Angola’s Catholic Bishops say the country could use this year’s elections to boost the country’s fledgling democracy. The Bishops also urge the government to urgently address issues of poverty.
Paul Samasumo – Vatican City.
The Bishops said all eligible voters must register and renew their cards in readiness for the August elections.
Need for enhanced human dignity
In a report released by the Catholic-owned Radio Ecclesia, Archbishop José Manuel Imbamba, President of the Bishops Conference of Angola and São Tomé (CEAST), said the August general elections could be a watershed moment for the country to make a democratic leap forward.
“A strengthened democracy, by its nature, contributes to the affirmation of human dignity, the strengthening of justice, peace and well-being among citizens,” said the CEAST President.
Archbishop Imbamba, the Ordinary of the Archdiocese of Saurimo, spoke from the Diocese of Benguela, where the Bishops are meeting in a CEAST plenary assembly.
The city of Benguela, situated in the western part of Angola, is one of the most populous towns.
President Lourenço seeking a second mandate
The ruling party, MPLA has been in power since 1975. President João Lourenço was first elected in 2017 after serving as Defence minister under president José Eduardo dos Santos. The ruling party recently confirmed President Lourenço’s bid for a second mandate.
Angola is yet to fully recover from a brutal civil war that started in 1975 and only ended in 2002. The war began after Angola became independent from Portugal in November 1975. The two former anti-colonial movements, MPLA and UNITA, engaged in a protracted power struggle that led to devastation. About 500 000 people died in the war. Many roads, bridges, and buildings were damaged.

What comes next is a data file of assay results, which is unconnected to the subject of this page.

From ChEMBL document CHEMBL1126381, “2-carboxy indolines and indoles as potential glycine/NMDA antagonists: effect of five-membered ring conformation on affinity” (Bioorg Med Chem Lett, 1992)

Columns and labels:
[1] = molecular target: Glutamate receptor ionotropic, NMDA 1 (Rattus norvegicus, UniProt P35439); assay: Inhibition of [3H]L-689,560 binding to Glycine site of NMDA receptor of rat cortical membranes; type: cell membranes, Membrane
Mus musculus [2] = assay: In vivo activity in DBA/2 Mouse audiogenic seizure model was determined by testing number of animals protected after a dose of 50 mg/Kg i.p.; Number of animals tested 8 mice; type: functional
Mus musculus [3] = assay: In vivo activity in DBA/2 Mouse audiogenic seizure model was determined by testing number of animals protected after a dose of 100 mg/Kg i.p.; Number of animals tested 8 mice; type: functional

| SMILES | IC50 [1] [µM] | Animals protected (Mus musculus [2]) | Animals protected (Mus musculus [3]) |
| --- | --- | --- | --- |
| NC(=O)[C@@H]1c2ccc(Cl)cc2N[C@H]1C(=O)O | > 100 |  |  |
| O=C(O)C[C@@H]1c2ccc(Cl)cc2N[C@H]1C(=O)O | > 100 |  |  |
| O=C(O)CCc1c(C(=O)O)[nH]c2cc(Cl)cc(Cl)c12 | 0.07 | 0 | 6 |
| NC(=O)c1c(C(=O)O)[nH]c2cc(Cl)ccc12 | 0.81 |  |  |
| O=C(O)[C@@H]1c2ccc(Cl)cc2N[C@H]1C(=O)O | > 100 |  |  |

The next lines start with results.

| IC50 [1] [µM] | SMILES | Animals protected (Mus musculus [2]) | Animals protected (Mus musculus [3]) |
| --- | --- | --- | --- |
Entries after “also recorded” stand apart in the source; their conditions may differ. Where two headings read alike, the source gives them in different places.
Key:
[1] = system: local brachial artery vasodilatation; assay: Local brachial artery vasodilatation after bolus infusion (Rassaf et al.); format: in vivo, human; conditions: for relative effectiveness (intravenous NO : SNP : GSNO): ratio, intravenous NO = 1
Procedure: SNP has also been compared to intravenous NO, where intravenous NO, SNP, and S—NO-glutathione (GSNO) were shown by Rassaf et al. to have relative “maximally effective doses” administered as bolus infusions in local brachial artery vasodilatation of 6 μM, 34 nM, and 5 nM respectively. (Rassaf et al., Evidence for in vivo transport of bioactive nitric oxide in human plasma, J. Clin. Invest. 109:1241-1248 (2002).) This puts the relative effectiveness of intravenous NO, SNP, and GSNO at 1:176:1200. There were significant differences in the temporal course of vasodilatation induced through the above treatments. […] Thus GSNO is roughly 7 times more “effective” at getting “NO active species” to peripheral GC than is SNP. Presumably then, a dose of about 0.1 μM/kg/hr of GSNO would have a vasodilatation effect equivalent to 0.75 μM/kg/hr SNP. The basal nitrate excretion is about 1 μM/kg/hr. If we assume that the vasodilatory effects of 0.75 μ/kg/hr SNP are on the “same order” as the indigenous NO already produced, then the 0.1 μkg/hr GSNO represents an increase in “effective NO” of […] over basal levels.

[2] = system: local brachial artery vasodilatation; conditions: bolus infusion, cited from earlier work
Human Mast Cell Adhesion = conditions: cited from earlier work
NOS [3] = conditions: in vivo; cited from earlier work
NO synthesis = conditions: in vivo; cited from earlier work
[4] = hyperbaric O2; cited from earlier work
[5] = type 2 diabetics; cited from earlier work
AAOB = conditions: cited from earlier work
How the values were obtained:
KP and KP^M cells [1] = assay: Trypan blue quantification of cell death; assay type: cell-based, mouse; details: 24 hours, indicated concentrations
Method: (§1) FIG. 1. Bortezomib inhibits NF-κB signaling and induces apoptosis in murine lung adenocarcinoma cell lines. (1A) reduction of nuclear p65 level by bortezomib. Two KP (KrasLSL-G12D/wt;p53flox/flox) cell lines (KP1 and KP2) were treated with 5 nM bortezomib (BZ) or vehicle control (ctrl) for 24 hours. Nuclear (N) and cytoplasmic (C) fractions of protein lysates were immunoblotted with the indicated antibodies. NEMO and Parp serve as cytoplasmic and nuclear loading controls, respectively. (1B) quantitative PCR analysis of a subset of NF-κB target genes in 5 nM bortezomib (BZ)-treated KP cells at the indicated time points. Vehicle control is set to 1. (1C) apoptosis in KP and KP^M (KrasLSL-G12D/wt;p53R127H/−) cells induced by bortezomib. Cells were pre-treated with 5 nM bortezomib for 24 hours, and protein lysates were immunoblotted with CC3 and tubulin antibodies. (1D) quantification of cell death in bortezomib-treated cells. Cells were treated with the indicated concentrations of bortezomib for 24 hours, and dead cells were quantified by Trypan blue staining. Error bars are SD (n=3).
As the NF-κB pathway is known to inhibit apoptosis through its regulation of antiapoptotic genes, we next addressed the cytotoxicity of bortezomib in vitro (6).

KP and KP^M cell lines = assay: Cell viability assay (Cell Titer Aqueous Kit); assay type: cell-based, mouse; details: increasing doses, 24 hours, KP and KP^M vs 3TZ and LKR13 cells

Currently, the opposition holds about a third of the seats in the National Assembly. In 2017, the opposition complained of widespread irregularities in elections won by MPLA.
It remains to be seen how the National Electoral Commission (CNE) will demonstrate its independence. It is composed in proportion to party representation in parliament. Another concern is Angola’s decision to count votes from a central place and not at local polling stations as is the norm.
Call to address issues of poverty, urgently
Angola’s oil-driven economy has remained stagnant for six years despite being a major oil producer. The cost of living has been on the increase, and in their statement this week, the Bishops noted that “unemployment and the poverty situation in Angola are issues that need to be addressed urgently.”
Economists also say Angola has a huge international debt, most of it owed to China.